"It was like Risky Business for 10 years," he says of the nineties. "My parents were out of town, they left me a bunch of money, the car, and the house, and I didn't know when they were coming home. I'd worked so hard that by the time I was 20, I wanted to play hard. And I did that really well."

Bateman addresses all this with the sort of self-awareness that makes catting around Hollywood, aspiring to be a "25-year-old obnoxious drunk with a beak full of schnitz all night" sound like a stop on the road to enlightenment. "I had anxiety about making sure the rest of my life wasn't anticlimactic," he says. "Starting at age 10, my personality and my identity all stemmed from employment. I had a set to be at. I was a certain way with the cameraman, a certain way with the makeup lady—a normal, routine environment. When that went away and I didn't have that infrastructure, I had to start over."

Humbled rather than humiliated, he daydreamed about liquidating his bank accounts and flying off to whichever city caught his eye at LAX, opening a café and re-creating on his own terms the structure he got from his on-set family units. (He admits that in the past his relationships with his actual family were at times distant.) But just when he'd decide to chuck it all, he'd get a call about another pilot. By 2001, when Bateman married fellow showbiz-lifer Amanda Anka, whom he'd known since he was 18, he had sown every conceivable oat, without, miraculously, ever landing in the tabloids. ("That's 'cause he never dated me," Aniston says.) He rededicated himself to looking for work, often to no avail, but still indulged the occasional Risky Business misadventure, proud that the benders were now merely occasional.

Coming home late one night about a year after getting married, Bateman was greeted with an ultimatum: Anka, who'd lost previous boyfriends to overdoses, demanded he quit partying altogether; he preferred to taper off at his own pace. Things came to a head and she left for their planned holiday in Mexico without him. It was then, alone on a rainy Christmas morning, wondering if his marriage was over, that he bumped into an old friend who'd recently gotten sober and decided to tag along to an AA meeting.

"I was never at a place where rehab would have been appropriate," he says of his drug use. "Booze was what would make me want to stay out all night and do some blow or smoke a joint or whatever, so shutting that off was key. It's like ketchup and French friesI don't want one without the other. So that's the moment: Do you want to continue being great at being in your twenties, or do you want to step up and graduate into adulthood?"

These days, he spends his downtime pursuing his baseball addiction, obsessing over trades with the Keith Olbermann–like know-it-all in his fantasy league. Except that in his fantasy league the know-it-all is Keith Olbermann, a close friend who will instigate what currently amounts to a big night out for Bateman. "We go to Dodgers games and he spends the entire time keeping score, not saying a word," Bateman says. "It's perfect."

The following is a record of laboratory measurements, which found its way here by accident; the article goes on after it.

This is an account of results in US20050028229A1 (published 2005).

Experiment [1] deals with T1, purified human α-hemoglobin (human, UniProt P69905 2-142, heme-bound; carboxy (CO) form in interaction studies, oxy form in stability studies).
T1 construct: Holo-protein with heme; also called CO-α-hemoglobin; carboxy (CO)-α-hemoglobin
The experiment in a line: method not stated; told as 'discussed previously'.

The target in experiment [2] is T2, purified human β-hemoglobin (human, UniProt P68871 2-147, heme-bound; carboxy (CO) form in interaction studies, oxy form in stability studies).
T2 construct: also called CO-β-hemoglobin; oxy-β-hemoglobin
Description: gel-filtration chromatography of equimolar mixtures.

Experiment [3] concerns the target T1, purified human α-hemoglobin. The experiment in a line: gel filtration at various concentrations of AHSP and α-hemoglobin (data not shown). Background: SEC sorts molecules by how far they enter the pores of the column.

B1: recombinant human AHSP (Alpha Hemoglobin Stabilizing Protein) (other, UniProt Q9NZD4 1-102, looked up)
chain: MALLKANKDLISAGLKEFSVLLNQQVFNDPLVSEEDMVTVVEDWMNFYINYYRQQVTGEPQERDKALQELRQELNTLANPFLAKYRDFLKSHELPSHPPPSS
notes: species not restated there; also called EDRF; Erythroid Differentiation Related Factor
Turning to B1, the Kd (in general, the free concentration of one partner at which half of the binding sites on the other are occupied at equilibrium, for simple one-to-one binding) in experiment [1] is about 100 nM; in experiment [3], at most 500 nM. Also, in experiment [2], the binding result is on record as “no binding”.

This fall, for the first time since 1987's Teen Wolf Too, Bateman is being asked to carry not only a movie's every scene but also its box-office prospects. Before the year is out, he'll be seen in Couples Retreat, in which he and Vince Vaughn play equals for a change; The Invention of Lying, with Jonah Hill and Jennifer Garner; and Up in the Air, in which he stars opposite George Clooney. But first he's headlining Mike Judge's Extract. Where the everydudes of Judge's Office Space were stifled by their jobs, Bateman's Joel, the owner-operator of a small flavor-extract factory, loves his work—his frustrations are strictly sexual. Under the influence of whiskey, pills, and his sidekick, Ben Affleck, he hires a lunkheaded gigolo to seduce his wife, thus ostensibly allowing him to have a guilt-free affair. That Joel remains sympathetic is a testament to Bateman's signature tightrope walk: He's charismatic enough to command a 30-foot screen for 90-plus minutes yet wholly believable as a blue-collar schnook who can't even get laid by his own wife.

"There's a little bit of weakness to Jason that people can relate to," Judge says. "That's a pretty tough thing to pull off." By this point, Bateman has mastered the role of the audience stand-in, executing that perfect blank stare or withering bon mot we'd like to think we would deliver. Which isn't to say Bateman can't play to laughs—he's preternaturally droll and well-versed in pop-cultural shorthand, answering a question about his childhood, "I was born a poor black child." Think of him standing toe-to-toe with scenery chewers like Will Arnett and David Cross in Arrested Development, or Will Smith in Hancock, or Ben Stiller and Vince Vaughn in Starsky & Hutch and Dodgeball, or being the only person in Juno you didn't want to punch in the neck. Then think Ghostbusters-era Bill Murray: He's not the guy who creates the absurd situation; he's the guy who reacts to it.